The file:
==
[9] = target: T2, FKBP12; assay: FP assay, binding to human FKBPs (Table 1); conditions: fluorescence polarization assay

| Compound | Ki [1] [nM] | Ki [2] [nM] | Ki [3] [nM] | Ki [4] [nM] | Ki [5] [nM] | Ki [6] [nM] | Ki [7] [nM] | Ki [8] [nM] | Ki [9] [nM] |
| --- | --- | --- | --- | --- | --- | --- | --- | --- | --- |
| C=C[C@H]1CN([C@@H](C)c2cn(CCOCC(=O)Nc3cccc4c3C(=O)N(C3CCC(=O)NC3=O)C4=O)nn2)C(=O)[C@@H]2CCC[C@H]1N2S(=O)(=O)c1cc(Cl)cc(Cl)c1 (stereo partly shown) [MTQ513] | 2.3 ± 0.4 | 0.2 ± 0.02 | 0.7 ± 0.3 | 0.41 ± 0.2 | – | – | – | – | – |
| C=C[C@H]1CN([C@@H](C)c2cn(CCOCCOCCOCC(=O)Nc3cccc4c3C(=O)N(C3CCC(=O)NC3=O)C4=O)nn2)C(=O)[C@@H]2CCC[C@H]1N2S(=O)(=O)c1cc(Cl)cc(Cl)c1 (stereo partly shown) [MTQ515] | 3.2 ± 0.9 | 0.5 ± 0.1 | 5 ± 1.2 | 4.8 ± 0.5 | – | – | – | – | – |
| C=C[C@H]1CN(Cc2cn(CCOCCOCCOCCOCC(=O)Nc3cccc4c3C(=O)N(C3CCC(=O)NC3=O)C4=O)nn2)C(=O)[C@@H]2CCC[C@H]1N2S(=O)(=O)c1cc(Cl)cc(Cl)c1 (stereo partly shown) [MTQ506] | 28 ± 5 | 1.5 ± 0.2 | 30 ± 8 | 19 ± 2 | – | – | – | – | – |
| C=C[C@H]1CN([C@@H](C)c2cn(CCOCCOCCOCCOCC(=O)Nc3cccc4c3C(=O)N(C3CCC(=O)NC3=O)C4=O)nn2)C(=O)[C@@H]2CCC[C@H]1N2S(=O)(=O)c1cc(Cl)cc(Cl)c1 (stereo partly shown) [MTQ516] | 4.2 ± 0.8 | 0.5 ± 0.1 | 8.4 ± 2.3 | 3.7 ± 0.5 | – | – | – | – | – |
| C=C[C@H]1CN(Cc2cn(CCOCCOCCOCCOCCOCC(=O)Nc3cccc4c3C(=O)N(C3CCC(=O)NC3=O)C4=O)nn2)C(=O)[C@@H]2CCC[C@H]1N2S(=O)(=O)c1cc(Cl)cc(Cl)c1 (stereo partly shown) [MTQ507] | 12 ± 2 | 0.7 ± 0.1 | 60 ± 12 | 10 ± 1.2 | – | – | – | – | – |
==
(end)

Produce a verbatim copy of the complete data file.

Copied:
[9] = target: T2, FKBP12; assay: FP assay, binding to human FKBPs (Table 1); conditions: fluorescence polarization assay

| Compound | Ki [1] [nM] | Ki [2] [nM] | Ki [3] [nM] | Ki [4] [nM] | Ki [5] [nM] | Ki [6] [nM] | Ki [7] [nM] | Ki [8] [nM] | Ki [9] [nM] |
| --- | --- | --- | --- | --- | --- | --- | --- | --- | --- |
| C=C[C@H]1CN([C@@H](C)c2cn(CCOCC(=O)Nc3cccc4c3C(=O)N(C3CCC(=O)NC3=O)C4=O)nn2)C(=O)[C@@H]2CCC[C@H]1N2S(=O)(=O)c1cc(Cl)cc(Cl)c1 (stereo partly shown) [MTQ513] | 2.3 ± 0.4 | 0.2 ± 0.02 | 0.7 ± 0.3 | 0.41 ± 0.2 | – | – | – | – | – |
| C=C[C@H]1CN([C@@H](C)c2cn(CCOCCOCCOCC(=O)Nc3cccc4c3C(=O)N(C3CCC(=O)NC3=O)C4=O)nn2)C(=O)[C@@H]2CCC[C@H]1N2S(=O)(=O)c1cc(Cl)cc(Cl)c1 (stereo partly shown) [MTQ515] | 3.2 ± 0.9 | 0.5 ± 0.1 | 5 ± 1.2 | 4.8 ± 0.5 | – | – | – | – | – |
| C=C[C@H]1CN(Cc2cn(CCOCCOCCOCCOCC(=O)Nc3cccc4c3C(=O)N(C3CCC(=O)NC3=O)C4=O)nn2)C(=O)[C@@H]2CCC[C@H]1N2S(=O)(=O)c1cc(Cl)cc(Cl)c1 (stereo partly shown) [MTQ506] | 28 ± 5 | 1.5 ± 0.2 | 30 ± 8 | 19 ± 2 | – | – | – | – | – |
| C=C[C@H]1CN([C@@H](C)c2cn(CCOCCOCCOCCOCC(=O)Nc3cccc4c3C(=O)N(C3CCC(=O)NC3=O)C4=O)nn2)C(=O)[C@@H]2CCC[C@H]1N2S(=O)(=O)c1cc(Cl)cc(Cl)c1 (stereo partly shown) [MTQ516] | 4.2 ± 0.8 | 0.5 ± 0.1 | 8.4 ± 2.3 | 3.7 ± 0.5 | – | – | – | – | – |
| C=C[C@H]1CN(Cc2cn(CCOCCOCCOCCOCCOCC(=O)Nc3cccc4c3C(=O)N(C3CCC(=O)NC3=O)C4=O)nn2)C(=O)[C@@H]2CCC[C@H]1N2S(=O)(=O)c1cc(Cl)cc(Cl)c1 (stereo partly shown) [MTQ507] | 12 ± 2 | 0.7 ± 0.1 | 60 ± 12 | 10 ± 1.2 | – | – | – | – | – |